“In Russia the doors are closed to the truth as tightly as the government can close them; but, like the Master, the truth appears, though the doors be shut. At present, labourers are stationed at five points in the west, south, and east, and members are constantly being added. Nearly all our publications, German as well as Russian, are now excluded. Recently, a copy of ‘His Glorious Appearing’ was returned by the censors, with the objectionable passages marked. The marks showed that it had been thoroughly examined. All passages referring to the second advent were indicated as inadmissible; and finally the words of Scripture, ‘Even so, come, Lord Jesus,’ were underlined as objectionable. Yet in various ways, publications on the message find their way into the country, and are silently doing their work. The work is the Lord’s, and cannot be stopped.”PTUK February 18, 1897, page 103.4

    “Relics of Old Palestine” The Present Truth, 13, 7.

    E. J. Waggoner

    The spade of the antiquarian has turned up many records of ancient times in Eastern lands, and those which relate to Bible times are especially interesting to us. Not that the Scripture requires any confirmation. The Word is the test and proof of all else, not a thing that can be proved true by any human testimony. A writer in the Sunday Magazine gives the following account of the “finds” of Dr. Bliss, who, a few years ago, dug down into old Tarshish, the library town of Palestine in the days of Moses and the Exodus.PTUK February 18, 1897, page 103.5

    “Before us compelled the mound to yield up that secret, Dr. Bliss was rewarded with many ‘finds.’ He unearthed many jars, and all sorts of implements, a wine-press, heaps of burnt barley, idols, etc. He also laid bare a hot-blast furnace, containing iron ore and slag. It seems that, 1400 or 1500 years before Christ, the Amorites knew how to use the hot air-blast instead of cold air; and that they anticipated the modern improvement in iron manufacture due to Nelson, and patented in 1828! On May 14, 1892, he found, in a great ashbed, a coffee-coloured stone with wedge-shaped inscriptions on both sides. This tablet contained letters from the governor of Lachish to the Pharaohs of Egypt, and there is no doubt about the exact date. In 1887 a peasant woman discovered similar tablets at Tell-el-Amama in Egypt. These tablets contained 170 letters from Palestine, and the names of kings who were contemporary with Joshua.PTUK February 18, 1897, page 103.6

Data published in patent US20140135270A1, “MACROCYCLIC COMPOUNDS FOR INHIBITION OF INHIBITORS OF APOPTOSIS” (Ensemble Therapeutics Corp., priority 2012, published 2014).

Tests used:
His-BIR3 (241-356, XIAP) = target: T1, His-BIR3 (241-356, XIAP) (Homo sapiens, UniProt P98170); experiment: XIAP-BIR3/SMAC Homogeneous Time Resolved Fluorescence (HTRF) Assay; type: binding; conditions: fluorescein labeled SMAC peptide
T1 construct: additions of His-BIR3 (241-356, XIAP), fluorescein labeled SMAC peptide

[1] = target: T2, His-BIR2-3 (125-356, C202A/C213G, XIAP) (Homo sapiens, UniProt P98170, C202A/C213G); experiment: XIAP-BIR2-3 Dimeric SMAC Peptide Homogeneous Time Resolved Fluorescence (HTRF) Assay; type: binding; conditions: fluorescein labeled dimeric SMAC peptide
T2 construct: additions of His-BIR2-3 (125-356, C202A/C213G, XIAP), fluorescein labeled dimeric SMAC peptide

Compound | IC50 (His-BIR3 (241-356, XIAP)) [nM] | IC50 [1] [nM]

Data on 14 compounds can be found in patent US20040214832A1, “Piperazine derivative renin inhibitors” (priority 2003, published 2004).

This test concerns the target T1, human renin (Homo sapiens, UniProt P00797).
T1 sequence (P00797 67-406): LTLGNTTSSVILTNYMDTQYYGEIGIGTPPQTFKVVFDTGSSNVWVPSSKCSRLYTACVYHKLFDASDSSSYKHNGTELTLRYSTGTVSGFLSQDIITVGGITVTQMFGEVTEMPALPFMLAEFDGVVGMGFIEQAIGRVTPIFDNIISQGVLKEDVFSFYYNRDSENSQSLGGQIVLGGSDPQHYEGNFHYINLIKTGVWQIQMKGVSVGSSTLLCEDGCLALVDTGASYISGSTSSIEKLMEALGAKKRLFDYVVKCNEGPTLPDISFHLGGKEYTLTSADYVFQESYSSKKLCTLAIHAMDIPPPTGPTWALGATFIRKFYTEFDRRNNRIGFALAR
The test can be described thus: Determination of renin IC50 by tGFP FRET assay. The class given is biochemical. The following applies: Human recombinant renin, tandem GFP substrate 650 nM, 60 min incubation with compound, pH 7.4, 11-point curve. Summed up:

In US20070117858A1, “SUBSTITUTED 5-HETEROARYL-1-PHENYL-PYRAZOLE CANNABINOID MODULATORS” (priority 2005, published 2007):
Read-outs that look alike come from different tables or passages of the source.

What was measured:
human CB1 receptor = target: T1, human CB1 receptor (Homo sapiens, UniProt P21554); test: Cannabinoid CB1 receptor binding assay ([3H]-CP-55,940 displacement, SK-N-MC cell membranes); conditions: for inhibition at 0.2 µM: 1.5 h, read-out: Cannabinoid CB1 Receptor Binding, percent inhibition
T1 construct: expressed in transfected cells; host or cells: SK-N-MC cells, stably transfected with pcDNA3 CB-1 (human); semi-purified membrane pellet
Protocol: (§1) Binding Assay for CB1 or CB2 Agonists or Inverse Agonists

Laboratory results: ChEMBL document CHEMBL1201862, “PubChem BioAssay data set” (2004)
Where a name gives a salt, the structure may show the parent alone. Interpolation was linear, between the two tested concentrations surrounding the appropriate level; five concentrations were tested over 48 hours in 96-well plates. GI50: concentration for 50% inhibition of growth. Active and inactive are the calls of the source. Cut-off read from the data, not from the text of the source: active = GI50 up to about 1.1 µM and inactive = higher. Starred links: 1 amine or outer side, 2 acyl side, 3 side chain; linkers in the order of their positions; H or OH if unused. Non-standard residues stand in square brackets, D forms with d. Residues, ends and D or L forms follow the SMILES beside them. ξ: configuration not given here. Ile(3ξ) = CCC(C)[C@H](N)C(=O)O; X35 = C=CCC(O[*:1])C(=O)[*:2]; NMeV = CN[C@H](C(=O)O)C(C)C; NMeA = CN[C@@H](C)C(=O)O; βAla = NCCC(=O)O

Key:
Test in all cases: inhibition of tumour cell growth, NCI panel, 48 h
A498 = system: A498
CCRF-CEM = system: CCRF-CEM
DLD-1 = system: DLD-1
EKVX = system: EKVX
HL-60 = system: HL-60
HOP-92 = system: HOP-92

“Some of the letters in the Tell-el-Amarna tablets are from Lachish, and, both in style and contents, they agree with the tablet discovered by Dr. Bliss. The two sides of the tally have thus been brought together, and the veracity and date of both have been established. This double discovery created a great sensation among the learned, and the story of it claims a foremost place in the romance of exploration. The Lachish tablet is the first written record of pre-Israelite times that has yet been found on the soil of Palestine. The Lachish letters are in entire harmony with the measureless egotism and vanity which are revealed, by picture, scripture, hieroglyph, upon miles of surviving Egyptian monuments. They show that Pharaoh demanded even from his chief rulers the most abject and preposterous flattery. Zimridi, the governor of Lachish, thus addresses his over-lord of Epypt:—PTUK February 18, 1897, page 103.7

    “To the king, my lord, my god, my sun-god, the sun-god who from heaven, thus writes Zimridi, the governor of the city of Lachish, thy servant, at the feet, my lord, the sun-god from heaven, bows himself seven times seven. I have very diligently listened to the words of the messenger whom the king, my lord has sent to me, etc.PTUK February 18, 1897, page 103.8